5 Ways to Make Your Job Search More Productive

Previously published in the online ‘Brite Future’ magazine: May 2016.

“Whenever I’ve been unemployed, I’ve always treated job searching as my current job. I make sure I job search every day.”

We all know that job searching, whilst exciting in the beginning, can become very tiresome. It takes lots of applications and interviews to actually get a job, and so it’s easy to slip into bad habits that render your job search unproductive. To get out of this, try my five tips below to motivate yourself again and start seeing results.


1. Use multiple job searching methods
The internet has made job searching a lot easier than it could be. Rather than trawl round every potential employment in the area, it only takes a couple of clicks to find what’s going nearby.
However, this doesn’t mean that skimming over Indeed for 5 minutes a day is sufficient. If you really want a job, then you need to be exploring as many job searching avenues as you can – don’t just use job searching sites, but browse the websites of companies you’d like to work for. Look on noticeboards and social media for postings. And every once in a while, do trawl round town looking for vacancies, because that’s where you’ll often find them. Plus, handing your CV over to the manager is a lot easier than the 15 page application online!


2. Create a schedule – and stick to it!
Whenever I’ve been unemployed, I’ve always treated job searching as my current job. I make sure I job search every day, and I always set aside some time to do it. Doing this can help to avoid the issues in the previous point, and also makes you feel more organised and aware. Having that time to job search without distractions gives you a much better focus, and so you’ll be less likely to slip up on an application form, or start with the “I’ll look at that properly tomorrow” approach.

3. Write up multiple CVs
Sadly, there is no ‘one CV fits all’, and this is especially relevant if you’re searching for different kinds of job. To save spending time altering your CV with each application (or not bothering to alter it and so not getting a response), create a CV for each job sector you’re moving into. You don’t have to write them all up from scratch – make one generic one and then create tailored copies of it. It saves you time, and feels like a lot less effort in the long run!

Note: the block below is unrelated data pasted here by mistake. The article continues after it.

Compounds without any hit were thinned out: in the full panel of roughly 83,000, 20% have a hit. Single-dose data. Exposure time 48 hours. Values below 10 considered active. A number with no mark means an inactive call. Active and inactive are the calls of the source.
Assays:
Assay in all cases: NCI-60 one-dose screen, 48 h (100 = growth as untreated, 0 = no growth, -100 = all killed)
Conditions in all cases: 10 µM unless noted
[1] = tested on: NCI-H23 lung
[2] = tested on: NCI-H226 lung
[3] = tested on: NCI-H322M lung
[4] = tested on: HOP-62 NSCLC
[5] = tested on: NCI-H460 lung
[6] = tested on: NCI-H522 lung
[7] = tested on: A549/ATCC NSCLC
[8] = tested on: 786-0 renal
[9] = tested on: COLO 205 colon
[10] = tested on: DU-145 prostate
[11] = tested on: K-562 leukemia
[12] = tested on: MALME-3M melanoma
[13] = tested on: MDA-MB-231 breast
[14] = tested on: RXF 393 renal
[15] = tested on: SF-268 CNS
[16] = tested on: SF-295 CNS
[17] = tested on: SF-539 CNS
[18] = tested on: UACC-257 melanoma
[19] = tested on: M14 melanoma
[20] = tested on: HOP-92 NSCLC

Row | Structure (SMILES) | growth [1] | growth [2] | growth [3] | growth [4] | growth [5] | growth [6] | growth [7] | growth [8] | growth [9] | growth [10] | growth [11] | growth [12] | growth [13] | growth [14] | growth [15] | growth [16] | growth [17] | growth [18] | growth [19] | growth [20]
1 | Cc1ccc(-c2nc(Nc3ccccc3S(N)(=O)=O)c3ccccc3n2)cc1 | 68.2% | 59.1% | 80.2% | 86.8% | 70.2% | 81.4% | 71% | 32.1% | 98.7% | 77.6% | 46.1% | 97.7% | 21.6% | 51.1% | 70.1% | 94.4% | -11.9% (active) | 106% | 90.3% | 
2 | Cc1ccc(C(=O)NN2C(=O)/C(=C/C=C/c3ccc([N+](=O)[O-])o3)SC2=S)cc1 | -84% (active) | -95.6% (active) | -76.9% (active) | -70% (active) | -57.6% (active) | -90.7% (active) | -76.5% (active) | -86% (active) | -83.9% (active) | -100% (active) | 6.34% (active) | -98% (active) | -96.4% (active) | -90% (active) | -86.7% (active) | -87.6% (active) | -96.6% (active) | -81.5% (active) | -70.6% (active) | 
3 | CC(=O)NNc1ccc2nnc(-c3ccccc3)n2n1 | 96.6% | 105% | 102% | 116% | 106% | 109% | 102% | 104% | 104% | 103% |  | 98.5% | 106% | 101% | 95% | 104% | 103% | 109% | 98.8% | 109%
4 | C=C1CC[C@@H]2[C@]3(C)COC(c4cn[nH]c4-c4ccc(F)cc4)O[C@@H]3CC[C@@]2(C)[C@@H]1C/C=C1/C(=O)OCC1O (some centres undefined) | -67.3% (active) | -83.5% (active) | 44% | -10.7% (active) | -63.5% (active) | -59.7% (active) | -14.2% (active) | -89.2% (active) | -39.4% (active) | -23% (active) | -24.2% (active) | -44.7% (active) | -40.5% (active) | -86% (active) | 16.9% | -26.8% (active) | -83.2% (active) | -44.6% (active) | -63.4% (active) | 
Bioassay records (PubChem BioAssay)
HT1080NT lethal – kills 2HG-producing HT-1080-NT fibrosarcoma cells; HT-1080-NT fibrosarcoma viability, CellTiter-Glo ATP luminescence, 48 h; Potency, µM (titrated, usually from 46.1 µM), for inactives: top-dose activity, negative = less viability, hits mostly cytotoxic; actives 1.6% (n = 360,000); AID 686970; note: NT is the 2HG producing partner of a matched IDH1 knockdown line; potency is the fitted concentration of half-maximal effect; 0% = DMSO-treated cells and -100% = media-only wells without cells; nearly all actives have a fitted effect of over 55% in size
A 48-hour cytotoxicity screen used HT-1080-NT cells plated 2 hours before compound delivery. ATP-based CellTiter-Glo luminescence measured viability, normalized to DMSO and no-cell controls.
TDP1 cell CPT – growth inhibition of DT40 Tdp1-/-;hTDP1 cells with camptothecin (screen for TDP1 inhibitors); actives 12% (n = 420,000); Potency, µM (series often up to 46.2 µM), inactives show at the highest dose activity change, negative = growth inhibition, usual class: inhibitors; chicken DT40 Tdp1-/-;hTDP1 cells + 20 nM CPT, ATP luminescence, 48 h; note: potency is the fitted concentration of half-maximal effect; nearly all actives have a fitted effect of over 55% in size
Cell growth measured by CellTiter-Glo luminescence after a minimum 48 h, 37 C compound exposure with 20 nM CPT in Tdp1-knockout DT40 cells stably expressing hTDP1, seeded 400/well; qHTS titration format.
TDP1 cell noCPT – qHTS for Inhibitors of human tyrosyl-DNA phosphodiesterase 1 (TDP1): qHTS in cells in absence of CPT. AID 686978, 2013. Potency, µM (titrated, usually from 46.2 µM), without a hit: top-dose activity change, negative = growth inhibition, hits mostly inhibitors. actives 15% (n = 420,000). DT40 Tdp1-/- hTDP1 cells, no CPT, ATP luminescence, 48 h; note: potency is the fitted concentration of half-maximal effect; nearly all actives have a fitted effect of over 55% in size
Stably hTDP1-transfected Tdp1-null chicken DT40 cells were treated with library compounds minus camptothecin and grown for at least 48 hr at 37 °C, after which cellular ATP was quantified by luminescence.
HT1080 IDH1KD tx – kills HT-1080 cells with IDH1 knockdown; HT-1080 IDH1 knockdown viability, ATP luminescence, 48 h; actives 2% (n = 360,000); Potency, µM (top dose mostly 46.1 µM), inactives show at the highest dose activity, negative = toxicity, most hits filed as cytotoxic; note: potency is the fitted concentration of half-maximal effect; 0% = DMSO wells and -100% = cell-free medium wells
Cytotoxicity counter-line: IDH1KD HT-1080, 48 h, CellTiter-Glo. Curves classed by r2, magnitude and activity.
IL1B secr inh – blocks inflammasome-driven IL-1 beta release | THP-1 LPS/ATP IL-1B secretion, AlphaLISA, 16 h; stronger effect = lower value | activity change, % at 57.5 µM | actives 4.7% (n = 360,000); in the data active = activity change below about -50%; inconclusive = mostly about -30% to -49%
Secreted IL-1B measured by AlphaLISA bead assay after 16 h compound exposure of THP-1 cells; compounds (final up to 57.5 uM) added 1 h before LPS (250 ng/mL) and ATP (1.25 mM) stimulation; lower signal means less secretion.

4. Create your own application form templates
People always tell me that they hate job searching because of the lengthy application forms they have to fill in. They tell me “it’s just the same questions again and again,” and “it takes me a good hour to fill one form in, so of course I’m not applying for multiple jobs each day”.
They are right – job applications really do take a lot of time, as they need to get a lot of information out of you. It doesn’t have to take hours though. Each time you get asked a question in an application form, answer it usual and then copy and paste that answer onto a document, with the question as the title. Whenever you’re job searching, you can refer to this – I guarantee there’s only a finite amount of questions you’ll get asked. You may have to tweak them every so often (the answer must always directly link to the question!) but it’ll save you loads of time overall.

“It’s not what you know, but who you know”

5. Network whenever you can
“It’s not what you know, but who you know” is a really common mantra within the world of work, and it’s quite true. Although having qualifications and experience is really important, sometimes having contacts can prove very useful. When you’re unemployed or actively job searching then make sure people know about your situation. If you find out about someone that could potentially offer you an opportunity, then get in contact with them. You won’t ever lose anything from actively networking with a wide range of people, and you may just end up with a new opportunity ahead of you!


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